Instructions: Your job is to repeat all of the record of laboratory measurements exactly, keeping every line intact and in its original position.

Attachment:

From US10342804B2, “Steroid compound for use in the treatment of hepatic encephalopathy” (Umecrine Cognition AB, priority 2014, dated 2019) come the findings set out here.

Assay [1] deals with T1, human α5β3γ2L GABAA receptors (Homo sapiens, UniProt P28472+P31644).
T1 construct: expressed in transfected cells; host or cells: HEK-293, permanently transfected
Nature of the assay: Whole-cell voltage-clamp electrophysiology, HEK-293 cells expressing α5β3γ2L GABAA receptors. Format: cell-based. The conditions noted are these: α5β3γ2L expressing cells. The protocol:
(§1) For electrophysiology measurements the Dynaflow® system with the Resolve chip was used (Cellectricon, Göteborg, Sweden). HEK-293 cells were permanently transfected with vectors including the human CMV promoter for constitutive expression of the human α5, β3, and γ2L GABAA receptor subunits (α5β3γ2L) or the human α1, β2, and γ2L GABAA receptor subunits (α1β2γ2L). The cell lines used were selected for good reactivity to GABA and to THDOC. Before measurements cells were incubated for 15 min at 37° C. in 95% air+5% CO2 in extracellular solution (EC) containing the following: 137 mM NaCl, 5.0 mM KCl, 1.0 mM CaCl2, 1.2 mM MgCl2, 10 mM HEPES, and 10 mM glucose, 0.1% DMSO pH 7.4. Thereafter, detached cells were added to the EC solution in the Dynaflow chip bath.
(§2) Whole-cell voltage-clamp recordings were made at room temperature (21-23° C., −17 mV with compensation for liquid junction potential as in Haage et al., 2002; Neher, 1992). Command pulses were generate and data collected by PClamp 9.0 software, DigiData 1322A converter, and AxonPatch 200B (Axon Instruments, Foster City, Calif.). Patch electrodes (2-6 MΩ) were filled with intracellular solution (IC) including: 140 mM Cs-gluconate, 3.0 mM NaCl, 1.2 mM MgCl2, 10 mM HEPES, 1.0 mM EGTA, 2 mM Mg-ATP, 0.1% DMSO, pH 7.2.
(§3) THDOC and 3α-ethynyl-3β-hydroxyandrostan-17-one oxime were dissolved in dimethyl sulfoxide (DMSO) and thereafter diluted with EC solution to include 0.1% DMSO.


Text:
From US10342804B2, “Steroid compound for use in the treatment of hepatic encephalopathy” (Umecrine Cognition AB, priority 2014, dated 2019) come the findings set out here.

Assay [1] deals with T1, human α5β3γ2L GABAA receptors (Homo sapiens, UniProt P28472+P31644).
T1 construct: expressed in transfected cells; host or cells: HEK-293, permanently transfected
Nature of the assay: Whole-cell voltage-clamp electrophysiology, HEK-293 cells expressing α5β3γ2L GABAA receptors. Format: cell-based. The conditions noted are these: α5β3γ2L expressing cells. The protocol:
(§1) For electrophysiology measurements the Dynaflow® system with the Resolve chip was used (Cellectricon, Göteborg, Sweden). HEK-293 cells were permanently transfected with vectors including the human CMV promoter for constitutive expression of the human α5, β3, and γ2L GABAA receptor subunits (α5β3γ2L) or the human α1, β2, and γ2L GABAA receptor subunits (α1β2γ2L). The cell lines used were selected for good reactivity to GABA and to THDOC. Before measurements cells were incubated for 15 min at 37° C. in 95% air+5% CO2 in extracellular solution (EC) containing the following: 137 mM NaCl, 5.0 mM KCl, 1.0 mM CaCl2, 1.2 mM MgCl2, 10 mM HEPES, and 10 mM glucose, 0.1% DMSO pH 7.4. Thereafter, detached cells were added to the EC solution in the Dynaflow chip bath.
(§2) Whole-cell voltage-clamp recordings were made at room temperature (21-23° C., −17 mV with compensation for liquid junction potential as in Haage et al., 2002; Neher, 1992). Command pulses were generate and data collected by PClamp 9.0 software, DigiData 1322A converter, and AxonPatch 200B (Axon Instruments, Foster City, Calif.). Patch electrodes (2-6 MΩ) were filled with intracellular solution (IC) including: 140 mM Cs-gluconate, 3.0 mM NaCl, 1.2 mM MgCl2, 10 mM HEPES, 1.0 mM EGTA, 2 mM Mg-ATP, 0.1% DMSO, pH 7.2.
(§3) THDOC and 3α-ethynyl-3β-hydroxyandrostan-17-one oxime were dissolved in dimethyl sulfoxide (DMSO) and thereafter diluted with EC solution to include 0.1% DMSO.